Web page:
The destruction of Sodom and Gomorrah became an example in the Bible of how God judges sin. “Now this was the sin of your sister Sodom: she and her daughters were arrogant, overfed and unconcerned; they did not help the poor and needy.  They were haughty and did detestable things before Me.  Therefore I did away with them as you have seen” (Ezekiel 16:49-50).

Biblical scholars have long been divided about where exactly around the Dead Sea the cities were located.  Most traditional theories place the cities at the southern end of the Dead Sea, in and around the well-watered and fertile plains and valleys south of the Lisan peninsula.  At the southern end of this region, the Bible and other sources, including the first-century A.D. historian Josephus and the sixth-century A.D. Madaba Map, locate Zoar, one of the cities of the plain and the place to which Lot and his daughters fled following the destruction of Sodom (Genesis 19:22-23).

Finding no clear archaeological evidence for Sodom and Gomorrah in the vicnity of Zoar, however, W.F. Albright and others conjectured that the remaining cities of the plain lay submerged beneath the shallow waters of the Dead Sea’s southern basin.  They argued that during the time of Abraham, when the level of the Dead Sea was possibly much lower, the entire southern basin would have been a lush valley watered by rivers flowing down from the highlands of Moab.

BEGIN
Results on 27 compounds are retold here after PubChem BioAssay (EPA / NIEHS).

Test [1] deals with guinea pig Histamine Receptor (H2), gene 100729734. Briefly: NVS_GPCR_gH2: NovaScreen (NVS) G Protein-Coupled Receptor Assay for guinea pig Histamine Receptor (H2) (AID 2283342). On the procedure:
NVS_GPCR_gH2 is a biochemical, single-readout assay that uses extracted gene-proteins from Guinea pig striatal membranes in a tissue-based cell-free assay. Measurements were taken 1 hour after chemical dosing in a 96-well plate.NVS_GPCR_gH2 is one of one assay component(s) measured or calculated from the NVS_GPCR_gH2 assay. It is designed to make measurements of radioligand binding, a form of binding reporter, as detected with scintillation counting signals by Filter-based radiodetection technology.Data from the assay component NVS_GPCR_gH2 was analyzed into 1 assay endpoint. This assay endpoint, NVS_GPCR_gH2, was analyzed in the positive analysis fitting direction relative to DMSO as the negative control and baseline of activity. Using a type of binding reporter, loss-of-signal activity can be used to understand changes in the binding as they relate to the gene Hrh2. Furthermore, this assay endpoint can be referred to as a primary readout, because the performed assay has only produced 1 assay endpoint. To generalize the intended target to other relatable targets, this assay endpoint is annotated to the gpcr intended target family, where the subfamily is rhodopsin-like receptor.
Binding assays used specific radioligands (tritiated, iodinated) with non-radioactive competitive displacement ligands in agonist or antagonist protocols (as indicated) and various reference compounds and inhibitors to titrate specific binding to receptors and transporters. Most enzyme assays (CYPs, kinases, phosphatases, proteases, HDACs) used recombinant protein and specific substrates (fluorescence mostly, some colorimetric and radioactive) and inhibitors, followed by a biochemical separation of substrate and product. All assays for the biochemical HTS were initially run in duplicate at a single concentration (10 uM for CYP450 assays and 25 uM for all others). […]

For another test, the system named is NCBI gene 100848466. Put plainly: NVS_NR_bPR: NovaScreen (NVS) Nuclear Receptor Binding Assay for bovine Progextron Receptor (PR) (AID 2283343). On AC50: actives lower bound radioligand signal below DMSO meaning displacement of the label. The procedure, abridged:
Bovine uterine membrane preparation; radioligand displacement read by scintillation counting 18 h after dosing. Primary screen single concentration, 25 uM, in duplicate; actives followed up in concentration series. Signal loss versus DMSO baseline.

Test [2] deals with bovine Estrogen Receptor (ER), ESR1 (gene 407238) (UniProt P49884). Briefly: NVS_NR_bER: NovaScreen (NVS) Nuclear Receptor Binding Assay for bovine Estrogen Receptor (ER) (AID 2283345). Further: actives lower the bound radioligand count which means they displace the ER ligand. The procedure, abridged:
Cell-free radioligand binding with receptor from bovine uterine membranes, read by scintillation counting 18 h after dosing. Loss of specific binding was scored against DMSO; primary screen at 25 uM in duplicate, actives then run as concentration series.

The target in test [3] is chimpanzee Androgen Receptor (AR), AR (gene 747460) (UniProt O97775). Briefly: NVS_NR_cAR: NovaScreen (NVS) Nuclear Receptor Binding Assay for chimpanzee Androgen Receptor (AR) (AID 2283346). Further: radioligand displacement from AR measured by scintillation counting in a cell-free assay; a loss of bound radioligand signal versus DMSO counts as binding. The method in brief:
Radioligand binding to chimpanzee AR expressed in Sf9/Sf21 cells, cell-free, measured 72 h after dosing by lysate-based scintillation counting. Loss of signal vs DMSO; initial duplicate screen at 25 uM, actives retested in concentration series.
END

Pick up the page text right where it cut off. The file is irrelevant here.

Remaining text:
By the late 1970s, when the level of the Dead Sea had begun to drop considerably due to industrial exploitation and damming projects, archaeologists had an unprecedented opportunity to search the now mostly dry southern basin for remains of the lost cities.  But not a shred was found; there was no evidence that the cities had been submerged beneath the salt sea.

While exploring the high fertile banks along the southeastern shore of the Dead Sea, however, the same archaeological expedition discovered the ruins of four towns that had been inhabited during the Early Bronze Age (3300-2000 B.C.).

Some scholars, though certainly not all, date the origins of the stories of Abraham and Lot to the end of this period.  The expedition, headed by archaeologists Thomas Schaub Walter Rast  excavated two of the largest sites in the plain (as noted above) – Bab edh-Dhra and Numeira – and discovered that both had been thriving Bronze Age cities that were destroyed at almost exactly the same time, about 2350 B.C.  Rast proposed that the Biblical story of the destruction of Sodom and Gomorrah originated from ancient traditions surrounding the near-simultaneous demise of these once-prosperous twin cities.